Friday October 9, 2015
By Tyler TerpsView our Editorial Policy
Buying cannabis flowers is crucial to the process of smoking weed. Catching up with your budtender is a personal experience that can be both full and lacking, depending on the surrounding market. Doing so in a legal state gives you a regulated, educational, and safe ways to purchase high-grade marijuana. On the contrary, purchases in illegal states introduce the chance of being arrested along with a higher chance of contamination, misinformation, and overpriced product.
Using cannabis for medicinal benefit demands research, access, and the patience for trial and error. Even if you’re not seeking relief for any ailments, it’s important to understand what the potential effects of your new stash are. Knowing things like if it’s a sativa or indica will help you figure out whether or not the high will be all in the head, or if you should expect a relaxing body high instead. The CBD to THC ratio will dictate how much pain relief you get from your medicine versus how much of the psychoactive effects will you endure. It’s important to keep these things in mind when at the dispensary or your caregiver’s house:
1. lndica vs. Sativa vs. Hybrids
The ratio of indica to sativa can be the difference between a night of sleep and a night of pure energy and creativity. Usually a pleasurable mixture of both is desired but any hybrid will typically have a dominant side. Looking at the big picture, most strains are hybrids because of the cross breeding that has gone on over time since cannabis genetics were first experimented with.
Indicas are often plants that stay under six feet with deep green leaves and originated around Afghanistan, Pakistan, and India. These more commonly found types of cannabis give off more of a body high that leaves the user more tired and relaxed than anything. The higher presence of CBD relieves anxiety and pain more than sativa does.
Sativas are usually taller plants when compared to indicas and originated closer to the equator. The effects from cannabis in this category are used for their antidepressant-like effects. The cerebral and uplifting high gives a lot of people the start that they need for the day.
2. How Does it Smell?
A great way to gauge the quality of your cannabis is to do an old break-and-sniff check by cracking open one of the nugs and putting your nose to it. Bud can give off scents that recall fruits, gasoline, skunk, and earthy tones. Some strains will smell moldy or strongly of ammonia, which is a great indicator that what you have is likely no good. If there’s mold, it typically means that the bud wasn’t cured properly. Some strains naturally have a strong chemical smell but don’t actually have any chemicals sprayed on them. It’s important to know that it’s grown by a trusted source especially if you have doubts of your initial impression.
3. What Type of Strain is it?
Cannabis has countless different strains which are variations of the plant and its flowers. Some strains are named after where they were originated, while others recall scents, tastes, or effects that it gives off. Do your research about the strains, because perhaps you’ve tried something with similar genetics. While at the shop, ask about things like its compatibility with certain ailments and how effective it is in treating them. Perhaps you know that you don’t like Romulan, so you may want to stay clear of Golden Goat, which contains the sativa strong type of marijuana. Keeping track of what you’ve tried and what you thought can be helpful in the long-term search for what works for you.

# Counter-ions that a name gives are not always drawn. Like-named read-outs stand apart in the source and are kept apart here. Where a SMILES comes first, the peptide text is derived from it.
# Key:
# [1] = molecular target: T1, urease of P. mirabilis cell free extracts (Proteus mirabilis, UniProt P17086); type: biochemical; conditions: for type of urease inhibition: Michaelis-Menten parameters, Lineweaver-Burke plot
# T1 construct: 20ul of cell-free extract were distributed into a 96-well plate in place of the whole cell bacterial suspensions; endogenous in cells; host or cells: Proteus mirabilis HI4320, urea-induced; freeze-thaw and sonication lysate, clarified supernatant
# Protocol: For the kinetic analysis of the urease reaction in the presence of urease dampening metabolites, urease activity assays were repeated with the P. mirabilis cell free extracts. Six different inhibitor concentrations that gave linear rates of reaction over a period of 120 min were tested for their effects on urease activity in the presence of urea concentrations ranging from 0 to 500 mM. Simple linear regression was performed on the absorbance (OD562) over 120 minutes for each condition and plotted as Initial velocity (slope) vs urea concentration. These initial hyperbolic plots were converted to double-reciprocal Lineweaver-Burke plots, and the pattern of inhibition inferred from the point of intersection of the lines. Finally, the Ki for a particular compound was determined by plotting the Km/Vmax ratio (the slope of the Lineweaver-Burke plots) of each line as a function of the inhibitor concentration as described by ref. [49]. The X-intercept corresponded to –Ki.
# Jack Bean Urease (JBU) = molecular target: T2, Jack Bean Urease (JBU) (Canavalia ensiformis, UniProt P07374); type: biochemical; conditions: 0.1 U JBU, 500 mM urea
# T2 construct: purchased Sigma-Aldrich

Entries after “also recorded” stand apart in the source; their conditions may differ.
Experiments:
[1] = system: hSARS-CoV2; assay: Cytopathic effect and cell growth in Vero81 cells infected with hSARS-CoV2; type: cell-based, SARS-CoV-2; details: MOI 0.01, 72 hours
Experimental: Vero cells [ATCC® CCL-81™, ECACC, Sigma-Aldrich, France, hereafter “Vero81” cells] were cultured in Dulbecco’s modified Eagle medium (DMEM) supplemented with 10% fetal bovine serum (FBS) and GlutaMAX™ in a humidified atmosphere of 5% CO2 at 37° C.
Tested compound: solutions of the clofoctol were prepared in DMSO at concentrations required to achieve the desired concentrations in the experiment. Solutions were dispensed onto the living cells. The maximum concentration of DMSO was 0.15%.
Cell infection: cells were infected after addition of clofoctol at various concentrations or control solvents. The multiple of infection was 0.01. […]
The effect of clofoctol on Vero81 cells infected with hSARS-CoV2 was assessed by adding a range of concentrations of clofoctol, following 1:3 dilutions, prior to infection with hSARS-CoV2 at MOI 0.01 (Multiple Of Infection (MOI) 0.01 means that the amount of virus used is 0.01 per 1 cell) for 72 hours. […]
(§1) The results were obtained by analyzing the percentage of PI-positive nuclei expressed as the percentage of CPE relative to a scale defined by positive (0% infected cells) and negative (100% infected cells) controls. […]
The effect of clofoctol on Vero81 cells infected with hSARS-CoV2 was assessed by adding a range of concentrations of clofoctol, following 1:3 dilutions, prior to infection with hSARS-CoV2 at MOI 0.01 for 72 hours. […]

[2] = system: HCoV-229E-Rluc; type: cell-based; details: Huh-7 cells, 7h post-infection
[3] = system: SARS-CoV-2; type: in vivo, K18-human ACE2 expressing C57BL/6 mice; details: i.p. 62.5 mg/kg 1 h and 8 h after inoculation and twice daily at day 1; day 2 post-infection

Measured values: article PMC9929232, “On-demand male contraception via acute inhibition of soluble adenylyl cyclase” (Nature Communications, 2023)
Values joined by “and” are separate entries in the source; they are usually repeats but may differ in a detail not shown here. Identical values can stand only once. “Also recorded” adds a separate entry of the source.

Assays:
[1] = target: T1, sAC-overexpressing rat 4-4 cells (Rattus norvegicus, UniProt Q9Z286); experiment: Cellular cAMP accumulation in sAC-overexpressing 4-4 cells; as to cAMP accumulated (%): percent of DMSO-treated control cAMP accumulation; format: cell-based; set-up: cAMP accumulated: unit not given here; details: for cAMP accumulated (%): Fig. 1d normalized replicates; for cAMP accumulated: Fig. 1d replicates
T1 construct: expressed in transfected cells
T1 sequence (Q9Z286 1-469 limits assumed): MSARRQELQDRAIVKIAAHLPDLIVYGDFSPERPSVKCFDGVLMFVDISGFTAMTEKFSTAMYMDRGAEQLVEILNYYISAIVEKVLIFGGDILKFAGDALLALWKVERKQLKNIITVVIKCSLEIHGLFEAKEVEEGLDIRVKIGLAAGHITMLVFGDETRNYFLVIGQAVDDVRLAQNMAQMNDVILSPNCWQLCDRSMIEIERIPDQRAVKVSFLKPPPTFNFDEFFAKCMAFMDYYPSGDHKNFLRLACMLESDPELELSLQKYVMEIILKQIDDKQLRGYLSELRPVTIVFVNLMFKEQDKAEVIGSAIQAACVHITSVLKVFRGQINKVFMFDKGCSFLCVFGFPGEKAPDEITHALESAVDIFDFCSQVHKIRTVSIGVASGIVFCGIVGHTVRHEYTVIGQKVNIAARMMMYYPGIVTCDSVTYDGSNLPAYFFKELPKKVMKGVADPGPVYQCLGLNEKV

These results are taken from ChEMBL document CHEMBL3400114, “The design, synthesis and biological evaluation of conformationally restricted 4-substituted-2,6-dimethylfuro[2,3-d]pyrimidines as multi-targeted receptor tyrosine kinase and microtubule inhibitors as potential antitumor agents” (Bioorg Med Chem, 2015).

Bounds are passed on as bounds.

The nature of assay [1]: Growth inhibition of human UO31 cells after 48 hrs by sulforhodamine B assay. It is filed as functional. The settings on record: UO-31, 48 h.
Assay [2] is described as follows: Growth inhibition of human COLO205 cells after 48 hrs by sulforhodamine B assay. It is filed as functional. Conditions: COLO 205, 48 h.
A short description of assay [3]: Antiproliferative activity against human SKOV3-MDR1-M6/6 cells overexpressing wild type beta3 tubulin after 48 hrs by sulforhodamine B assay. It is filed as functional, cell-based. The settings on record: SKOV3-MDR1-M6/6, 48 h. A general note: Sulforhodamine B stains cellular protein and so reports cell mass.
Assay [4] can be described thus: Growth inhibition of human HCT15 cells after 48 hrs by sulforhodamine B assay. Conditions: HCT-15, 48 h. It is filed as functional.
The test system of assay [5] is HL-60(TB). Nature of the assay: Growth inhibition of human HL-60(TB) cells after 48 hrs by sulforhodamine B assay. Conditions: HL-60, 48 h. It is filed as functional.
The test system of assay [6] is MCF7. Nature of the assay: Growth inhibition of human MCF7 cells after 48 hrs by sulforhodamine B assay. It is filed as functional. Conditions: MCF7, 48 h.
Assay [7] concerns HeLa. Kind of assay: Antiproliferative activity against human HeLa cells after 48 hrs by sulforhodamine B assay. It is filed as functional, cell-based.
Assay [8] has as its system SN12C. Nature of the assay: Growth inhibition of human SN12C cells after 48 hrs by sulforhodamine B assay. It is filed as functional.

4. How it Looks
Cannabis can have different traits in appearance as well which helps gauge its quality and freshness. Sometimes the best stuff doesn’t look like it, and other times marijuana that looks amazing could end up leaving a bad taste in your mouth. Usually buds with orange and red hairs come from the top shelf, but lacking them could just mean that they’re not in the genetics of that specific strain. The colors that can be found in raw marijuana go from dark and light greens, to reds, oranges, purples, and sometimes browns. Again, do your research to know the quality of your bud.
5. Cannabidiol to Tetrahydrocannabinol Ratio
Tetrahydrocannabinol and Cannabidiol are phytocannabinoids that make up cannabis resins and are used to treat certain conditions according to ratios of the two. THC is the main psychoactive phytocannabinoid and is most known amongst the 84 other known cannabinoids. Those that suffer from pain can use strains with high THC as a mild to moderate analgesic. Aside from relieving pain, it also promotes relaxation, sleep, and fatigue. Those that take a dose of THC will find their visual, auditory, and olfactory senses will be altered, which is the most commonly celebrated aspect of the high. A lack of appetite can be relieved by the stimulation provided by the phytocannabinoid.
Cannabidiol (CBD) is another popular phytocannabinoid, which accounts for up to 40% of the plant’s extract. Patients that suffer from a rare form of epilepsy known as Dravets Syndrome have found treatment with CBD to be very effective because it greatly reduces seizures when present in the body. Its antipsychotic effects have also been known to aid in for Schizophrenia treatment and people suffering from Social Anxiety Disorder can be made a little calmer with Cannabidiol. These are just a few of the purposes that the cannabis plant serves in the medical field. If you’re seeking a strain to start with, look for ones like Charlotte's Web or ACDC that are bred to be rich in CBD and low in THC
Photo Credit: PotGuide.com (license)